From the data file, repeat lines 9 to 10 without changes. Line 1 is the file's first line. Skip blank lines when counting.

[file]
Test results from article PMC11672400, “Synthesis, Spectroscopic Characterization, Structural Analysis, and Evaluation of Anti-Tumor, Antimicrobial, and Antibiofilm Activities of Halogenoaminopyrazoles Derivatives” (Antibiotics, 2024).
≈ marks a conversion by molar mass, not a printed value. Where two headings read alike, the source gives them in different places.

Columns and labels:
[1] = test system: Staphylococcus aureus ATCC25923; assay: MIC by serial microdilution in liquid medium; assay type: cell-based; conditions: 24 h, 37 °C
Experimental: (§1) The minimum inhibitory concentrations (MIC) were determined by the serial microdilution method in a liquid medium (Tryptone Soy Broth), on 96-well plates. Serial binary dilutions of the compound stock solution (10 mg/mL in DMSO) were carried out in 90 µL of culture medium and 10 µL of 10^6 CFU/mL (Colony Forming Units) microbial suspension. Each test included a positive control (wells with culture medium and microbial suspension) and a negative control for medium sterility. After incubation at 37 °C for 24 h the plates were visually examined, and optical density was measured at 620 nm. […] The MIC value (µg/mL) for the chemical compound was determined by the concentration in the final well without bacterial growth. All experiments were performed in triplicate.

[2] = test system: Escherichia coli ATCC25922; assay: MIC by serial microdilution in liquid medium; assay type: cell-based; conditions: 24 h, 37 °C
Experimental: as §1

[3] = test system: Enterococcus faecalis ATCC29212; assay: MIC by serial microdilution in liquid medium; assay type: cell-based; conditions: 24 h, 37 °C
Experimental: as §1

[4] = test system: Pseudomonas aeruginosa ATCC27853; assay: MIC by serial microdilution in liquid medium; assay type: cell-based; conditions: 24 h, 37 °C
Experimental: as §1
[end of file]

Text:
Experimental: as §1

[4] = test system: Pseudomonas aeruginosa ATCC27853; assay: MIC by serial microdilution in liquid medium; assay type: cell-based; conditions: 24 h, 37 °C